4 Common Customer Retention Mistakes
Even the best-run contracting businesses can fall into one or more of these 4 customer retention pitfalls. Learn how to steer clear of these costly mistakes and instead build a strong connection with every customer.
Avoid these 4 Common Customer Retention Mistakes
There are four common customer retention practices that cause companies to miss out on building a relationship with their customers.
• Only following up with high-dollar customers
Some companies limit their potential of repeat and referral business by focusing follow up or showing appreciation only on customers who make a large purchase or sign up for top-tier service. This decision may be part of an effort to save money or time. But you have one chance to exceed customer expectations and make a lasting impression. Your current customer (no matter how much they spend) is your best investment in your future. And besides, most companies follow the 80/20 rule. Only 20% of their customers are high-dollar, top-tier ones. So be sure to reach out to the 80% who spend at a lower level but have just as much marketplace influence. Make sure each and every customer feels engaged and connected enough to send new business your way.
• Surveying a random sample of customers
Many systems for customer surveys are designed to target only a random sample. Asking for feedback in a survey sends the message that you care about your customers’ opinions and want to improve in ways that can benefit them. Surveying every single customer can offer a more thorough picture of your strengths and opportunities for improvement. It also creates a company culture of care and accountability when each team member knows that every customer is surveyed. And if you have better real-time business intelligence than your competitors, you’ll gain a significant advantage in your market. Customer feedback also yields great testimonials and reviews that can be used in your marketing efforts.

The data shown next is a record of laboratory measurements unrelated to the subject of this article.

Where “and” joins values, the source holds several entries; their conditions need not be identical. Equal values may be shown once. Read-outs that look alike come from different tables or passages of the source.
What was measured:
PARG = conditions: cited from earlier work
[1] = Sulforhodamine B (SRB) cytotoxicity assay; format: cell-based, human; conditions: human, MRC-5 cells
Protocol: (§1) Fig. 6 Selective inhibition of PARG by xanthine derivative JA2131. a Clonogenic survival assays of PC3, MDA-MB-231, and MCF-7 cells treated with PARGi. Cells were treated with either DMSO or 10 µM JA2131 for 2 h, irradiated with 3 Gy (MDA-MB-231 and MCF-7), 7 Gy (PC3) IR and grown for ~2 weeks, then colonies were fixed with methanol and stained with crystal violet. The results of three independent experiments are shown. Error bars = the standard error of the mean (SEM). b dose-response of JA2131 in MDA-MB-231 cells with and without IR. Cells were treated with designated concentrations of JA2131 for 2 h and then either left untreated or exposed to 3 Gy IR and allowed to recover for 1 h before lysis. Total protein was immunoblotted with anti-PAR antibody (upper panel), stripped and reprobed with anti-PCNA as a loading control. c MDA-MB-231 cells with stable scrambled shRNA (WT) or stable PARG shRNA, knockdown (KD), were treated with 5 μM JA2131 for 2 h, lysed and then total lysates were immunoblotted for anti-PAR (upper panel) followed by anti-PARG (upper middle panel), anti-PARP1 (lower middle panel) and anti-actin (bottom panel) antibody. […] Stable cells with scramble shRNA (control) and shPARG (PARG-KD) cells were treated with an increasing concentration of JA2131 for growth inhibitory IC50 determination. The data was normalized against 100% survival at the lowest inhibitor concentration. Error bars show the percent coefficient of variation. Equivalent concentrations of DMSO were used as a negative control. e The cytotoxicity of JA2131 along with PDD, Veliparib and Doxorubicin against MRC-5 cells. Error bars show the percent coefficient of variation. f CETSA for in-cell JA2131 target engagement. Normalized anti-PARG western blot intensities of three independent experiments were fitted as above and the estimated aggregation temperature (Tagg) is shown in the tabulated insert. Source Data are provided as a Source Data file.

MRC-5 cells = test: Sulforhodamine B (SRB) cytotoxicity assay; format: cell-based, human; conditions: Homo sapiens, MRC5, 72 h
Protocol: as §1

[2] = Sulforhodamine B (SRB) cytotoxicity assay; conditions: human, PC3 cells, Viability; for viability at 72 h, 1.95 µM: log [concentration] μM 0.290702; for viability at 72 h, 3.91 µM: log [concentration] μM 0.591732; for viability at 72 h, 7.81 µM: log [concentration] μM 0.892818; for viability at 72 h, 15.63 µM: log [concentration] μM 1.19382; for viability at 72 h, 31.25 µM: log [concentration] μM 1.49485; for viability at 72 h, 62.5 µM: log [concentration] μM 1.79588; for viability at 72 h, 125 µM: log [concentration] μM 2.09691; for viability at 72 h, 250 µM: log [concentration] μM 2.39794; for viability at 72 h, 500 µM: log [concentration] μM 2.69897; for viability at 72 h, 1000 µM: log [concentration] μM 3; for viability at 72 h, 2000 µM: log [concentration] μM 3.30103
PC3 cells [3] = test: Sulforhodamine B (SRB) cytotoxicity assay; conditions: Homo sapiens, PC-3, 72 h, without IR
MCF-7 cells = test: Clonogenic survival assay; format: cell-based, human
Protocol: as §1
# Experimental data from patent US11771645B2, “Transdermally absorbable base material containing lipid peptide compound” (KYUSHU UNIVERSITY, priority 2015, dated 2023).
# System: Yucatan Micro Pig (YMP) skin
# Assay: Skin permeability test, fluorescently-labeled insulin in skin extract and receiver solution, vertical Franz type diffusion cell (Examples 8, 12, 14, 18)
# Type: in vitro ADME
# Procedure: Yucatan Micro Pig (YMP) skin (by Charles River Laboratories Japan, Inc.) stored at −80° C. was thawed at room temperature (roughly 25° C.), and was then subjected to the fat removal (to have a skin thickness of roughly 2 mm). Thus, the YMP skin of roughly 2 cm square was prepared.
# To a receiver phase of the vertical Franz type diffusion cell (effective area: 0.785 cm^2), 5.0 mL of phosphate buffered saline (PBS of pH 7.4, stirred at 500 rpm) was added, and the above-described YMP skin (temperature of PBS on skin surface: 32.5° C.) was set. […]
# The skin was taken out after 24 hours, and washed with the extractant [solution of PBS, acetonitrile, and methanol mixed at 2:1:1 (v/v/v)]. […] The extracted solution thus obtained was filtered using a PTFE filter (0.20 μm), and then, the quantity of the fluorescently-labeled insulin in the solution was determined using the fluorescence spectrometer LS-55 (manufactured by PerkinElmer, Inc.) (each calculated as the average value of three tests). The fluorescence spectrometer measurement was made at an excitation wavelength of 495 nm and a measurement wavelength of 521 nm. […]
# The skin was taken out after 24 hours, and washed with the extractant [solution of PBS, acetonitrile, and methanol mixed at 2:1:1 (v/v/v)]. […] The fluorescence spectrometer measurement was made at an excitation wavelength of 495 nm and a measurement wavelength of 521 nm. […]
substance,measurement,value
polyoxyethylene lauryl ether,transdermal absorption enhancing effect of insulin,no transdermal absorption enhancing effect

• Using service technicians to solicit customer feedback
4. Not every good technician is comfortable asking for a survey from the customer. Set your team members up for success in letting them do what you hired them for.
• Responding to the volatile customer, but ignoring the neutral customer
Don’t make the mistake of overlooking customers who feel neutral about your service. They like you enough to remain a paying customer for now, but they could easily be swayed to a competitor if given the right opportunity. Remember, “neutral” is just another word for “at-risk”, “unengaged”, or “apathetic”. When you engage with every single customer and offer them an opportunity to provide feedback, you can move a neutral customer to the fan zone.
If you identify with any of these mistakes, consider how you can make changes in your process. Try some of these tips to build relationships with all of your customers.
Tips for Building an Emotional Connection with Every Customer
When following up with customers, remember the goal isn’t just to leave them satisfied with your service, but to build an emotional connection.
• Go beyond automated postcards or simple trinkets
Sending a treat of delicious food, perhaps accompanied by a quality lunch cooler, can create a warm and memorable experience. Food is incredibly personal, relational, and multi-sensory, which makes it the most effective (plus unique) choice for a Thank You gift.
• Surprise your customers
Gifts are especially meaningful when they are not expected. It’s also a way to set yourself apart from your competitors.
• Connect quickly
While it may be tempting to send out gifts or surveys in a quarterly batch, it’s better to reach out to a customer within two weeks of a purchase or service visit. If a customer has a complaint or concern, reach out immediately. Today’s technology allows real-time monitoring and alerts of negative feedback in customer surveys.
Get More Expert Tips
Want more tips and customer-retention ideas? Download our guide, Creating a Companywide, Customer-Centric Culture. You’ll learn five steps that are vital to outperforming your competitors in the customer experience.